28 January – 13 May 2012 – Turner Contemporary – Margate
Ninety-five works by Britain’s best-loved painter, JMW Turner, many from Tate’s collection, go on show in the major exhibition Turner and the Elements at Turner Contemporary in Margate. The exhibition, including a number of works featuring Margate and the north Kent coast, illustrates how his painting technique and the influence of the latest scientific and technological developments of his time, revolutionised landscape painting. In these images of Margate and the Kentish coast, Turner’s fascination with the elements, air and water, is apparent. The exhibition focuses on the theme of the elements in the artist’s work and is divided into five sections: Earth, Water, Air, Fire and Fusion.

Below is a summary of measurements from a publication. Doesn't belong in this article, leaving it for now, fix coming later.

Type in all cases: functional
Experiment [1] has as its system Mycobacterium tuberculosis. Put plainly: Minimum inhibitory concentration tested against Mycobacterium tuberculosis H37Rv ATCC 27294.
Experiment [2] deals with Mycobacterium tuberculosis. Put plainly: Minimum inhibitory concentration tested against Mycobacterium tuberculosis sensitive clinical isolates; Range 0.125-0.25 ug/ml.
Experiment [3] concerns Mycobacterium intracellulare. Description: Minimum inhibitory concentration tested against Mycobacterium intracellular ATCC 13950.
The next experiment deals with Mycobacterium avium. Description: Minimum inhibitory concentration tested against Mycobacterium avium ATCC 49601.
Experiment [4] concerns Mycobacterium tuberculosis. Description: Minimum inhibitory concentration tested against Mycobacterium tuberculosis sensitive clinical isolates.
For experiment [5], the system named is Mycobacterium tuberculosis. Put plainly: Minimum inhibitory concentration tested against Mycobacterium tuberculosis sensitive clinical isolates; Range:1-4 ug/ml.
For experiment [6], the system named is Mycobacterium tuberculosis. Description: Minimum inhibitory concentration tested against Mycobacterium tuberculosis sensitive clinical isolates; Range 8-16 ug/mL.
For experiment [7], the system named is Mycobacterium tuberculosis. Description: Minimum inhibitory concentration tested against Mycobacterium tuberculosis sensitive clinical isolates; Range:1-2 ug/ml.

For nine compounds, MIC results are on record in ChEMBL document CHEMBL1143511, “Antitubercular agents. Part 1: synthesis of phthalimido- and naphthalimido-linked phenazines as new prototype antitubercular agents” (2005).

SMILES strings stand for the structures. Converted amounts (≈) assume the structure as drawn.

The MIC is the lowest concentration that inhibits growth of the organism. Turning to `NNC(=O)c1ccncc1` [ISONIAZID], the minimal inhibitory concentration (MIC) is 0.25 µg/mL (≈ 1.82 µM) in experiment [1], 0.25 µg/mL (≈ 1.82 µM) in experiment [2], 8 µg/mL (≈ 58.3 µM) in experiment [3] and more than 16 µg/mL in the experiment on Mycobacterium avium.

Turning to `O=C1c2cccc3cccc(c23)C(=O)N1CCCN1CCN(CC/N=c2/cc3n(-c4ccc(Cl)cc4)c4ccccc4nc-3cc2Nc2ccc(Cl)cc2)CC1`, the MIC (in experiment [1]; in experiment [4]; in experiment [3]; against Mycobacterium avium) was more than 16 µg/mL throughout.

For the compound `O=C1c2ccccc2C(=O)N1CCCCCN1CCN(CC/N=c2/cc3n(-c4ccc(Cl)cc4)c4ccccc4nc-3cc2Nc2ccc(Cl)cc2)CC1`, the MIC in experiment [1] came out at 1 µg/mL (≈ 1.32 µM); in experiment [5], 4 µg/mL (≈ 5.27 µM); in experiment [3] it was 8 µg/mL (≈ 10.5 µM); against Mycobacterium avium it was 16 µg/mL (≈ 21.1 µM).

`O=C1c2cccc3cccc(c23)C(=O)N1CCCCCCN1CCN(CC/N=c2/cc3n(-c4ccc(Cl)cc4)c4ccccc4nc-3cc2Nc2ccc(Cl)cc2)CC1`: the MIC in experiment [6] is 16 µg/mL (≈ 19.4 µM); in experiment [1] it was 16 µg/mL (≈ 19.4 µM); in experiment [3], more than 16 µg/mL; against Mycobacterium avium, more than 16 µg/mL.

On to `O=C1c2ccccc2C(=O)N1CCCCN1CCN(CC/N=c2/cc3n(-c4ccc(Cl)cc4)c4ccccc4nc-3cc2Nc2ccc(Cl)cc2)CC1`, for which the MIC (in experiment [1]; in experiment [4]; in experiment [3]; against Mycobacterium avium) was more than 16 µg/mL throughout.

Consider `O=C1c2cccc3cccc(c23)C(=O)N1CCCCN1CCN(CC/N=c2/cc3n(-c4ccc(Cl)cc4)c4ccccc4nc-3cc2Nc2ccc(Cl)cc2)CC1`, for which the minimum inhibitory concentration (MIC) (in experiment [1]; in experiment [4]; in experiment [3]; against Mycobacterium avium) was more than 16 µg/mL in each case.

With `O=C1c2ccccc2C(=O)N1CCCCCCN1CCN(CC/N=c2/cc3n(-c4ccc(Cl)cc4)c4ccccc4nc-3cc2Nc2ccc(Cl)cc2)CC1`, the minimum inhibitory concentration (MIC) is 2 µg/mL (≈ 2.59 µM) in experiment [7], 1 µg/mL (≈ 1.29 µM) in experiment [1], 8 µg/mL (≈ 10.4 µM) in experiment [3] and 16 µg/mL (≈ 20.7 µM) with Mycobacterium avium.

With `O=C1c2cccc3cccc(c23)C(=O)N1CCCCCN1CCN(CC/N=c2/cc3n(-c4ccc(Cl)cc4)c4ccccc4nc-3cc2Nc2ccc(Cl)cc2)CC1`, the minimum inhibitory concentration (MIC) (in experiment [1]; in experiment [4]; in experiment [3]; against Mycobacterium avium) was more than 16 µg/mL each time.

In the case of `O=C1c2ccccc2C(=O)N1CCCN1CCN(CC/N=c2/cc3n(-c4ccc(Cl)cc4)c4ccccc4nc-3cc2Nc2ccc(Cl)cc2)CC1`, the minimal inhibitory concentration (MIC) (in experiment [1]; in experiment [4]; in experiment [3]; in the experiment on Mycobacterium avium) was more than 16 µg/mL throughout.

JMW Turner was a frequent visitor to Margate spending time there as a child and again later in his life. In the 1820s and 1830s Turner lodged with Sophia Booth in a house that was located on the same site as Turner Contemporary. He is said to have remarked to John Ruskin that “the skies over Thanet are the loveliest in all Europe”.
“The artist delights to go back to the first chaos of the world, or to that state of things when the waters were separated from the dry land, and light from darkness, but as yet no living thing nor tree bearing fruit was seen upon the face of the earth”.
Art critic William Hazlitt commenting on Turner’s work, 1816
Works on display include Snow Storm – Steam-Boat off a Harbour’s Mouth exhibited 1842 and The New Moon; or ‘I’ve lost My Boat, You shan’t have Your Hoop’ exhibited 1840. Turner’s frequent visits to Margate and the Kent coast are vividly portrayed, with particular works chosen especially for the exhibition’s time at Turner Contemporary.